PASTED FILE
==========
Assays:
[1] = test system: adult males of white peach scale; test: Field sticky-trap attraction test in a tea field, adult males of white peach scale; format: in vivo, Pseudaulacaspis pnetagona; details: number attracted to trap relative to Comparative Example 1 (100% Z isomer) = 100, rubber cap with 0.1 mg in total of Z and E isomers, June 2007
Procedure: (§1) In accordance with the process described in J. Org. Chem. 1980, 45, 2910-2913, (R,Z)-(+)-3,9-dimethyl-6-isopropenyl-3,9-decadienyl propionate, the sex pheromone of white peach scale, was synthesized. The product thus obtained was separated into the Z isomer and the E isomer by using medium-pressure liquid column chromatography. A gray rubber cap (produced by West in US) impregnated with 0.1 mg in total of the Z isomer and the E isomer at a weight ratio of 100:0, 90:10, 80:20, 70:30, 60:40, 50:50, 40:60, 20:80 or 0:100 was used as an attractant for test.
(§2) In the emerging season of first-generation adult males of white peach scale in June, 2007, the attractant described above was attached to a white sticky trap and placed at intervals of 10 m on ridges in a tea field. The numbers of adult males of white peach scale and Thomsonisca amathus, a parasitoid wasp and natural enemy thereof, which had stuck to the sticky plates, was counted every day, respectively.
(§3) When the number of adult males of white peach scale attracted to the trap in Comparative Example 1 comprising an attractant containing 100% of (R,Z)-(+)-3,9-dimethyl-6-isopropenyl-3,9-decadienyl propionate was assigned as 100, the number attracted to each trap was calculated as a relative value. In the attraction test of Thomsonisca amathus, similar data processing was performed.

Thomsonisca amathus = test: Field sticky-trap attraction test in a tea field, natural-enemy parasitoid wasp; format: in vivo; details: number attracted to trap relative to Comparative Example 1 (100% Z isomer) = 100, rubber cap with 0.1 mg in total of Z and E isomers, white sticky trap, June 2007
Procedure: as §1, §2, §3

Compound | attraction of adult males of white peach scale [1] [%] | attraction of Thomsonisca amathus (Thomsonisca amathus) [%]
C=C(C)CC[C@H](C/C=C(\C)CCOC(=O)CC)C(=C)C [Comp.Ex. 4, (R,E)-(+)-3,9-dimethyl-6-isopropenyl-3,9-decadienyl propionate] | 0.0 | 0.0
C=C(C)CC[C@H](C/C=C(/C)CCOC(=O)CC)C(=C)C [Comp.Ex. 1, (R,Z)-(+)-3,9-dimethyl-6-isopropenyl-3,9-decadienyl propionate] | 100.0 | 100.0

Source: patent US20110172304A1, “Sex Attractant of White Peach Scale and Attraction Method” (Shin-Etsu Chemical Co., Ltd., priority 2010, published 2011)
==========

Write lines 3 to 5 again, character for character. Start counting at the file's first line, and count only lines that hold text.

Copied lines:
Procedure: (§1) In accordance with the process described in J. Org. Chem. 1980, 45, 2910-2913, (R,Z)-(+)-3,9-dimethyl-6-isopropenyl-3,9-decadienyl propionate, the sex pheromone of white peach scale, was synthesized. The product thus obtained was separated into the Z isomer and the E isomer by using medium-pressure liquid column chromatography. A gray rubber cap (produced by West in US) impregnated with 0.1 mg in total of the Z isomer and the E isomer at a weight ratio of 100:0, 90:10, 80:20, 70:30, 60:40, 50:50, 40:60, 20:80 or 0:100 was used as an attractant for test.
(§2) In the emerging season of first-generation adult males of white peach scale in June, 2007, the attractant described above was attached to a white sticky trap and placed at intervals of 10 m on ridges in a tea field. The numbers of adult males of white peach scale and Thomsonisca amathus, a parasitoid wasp and natural enemy thereof, which had stuck to the sticky plates, was counted every day, respectively.
(§3) When the number of adult males of white peach scale attracted to the trap in Comparative Example 1 comprising an attractant containing 100% of (R,Z)-(+)-3,9-dimethyl-6-isopropenyl-3,9-decadienyl propionate was assigned as 100, the number attracted to each trap was calculated as a relative value. In the attraction test of Thomsonisca amathus, similar data processing was performed.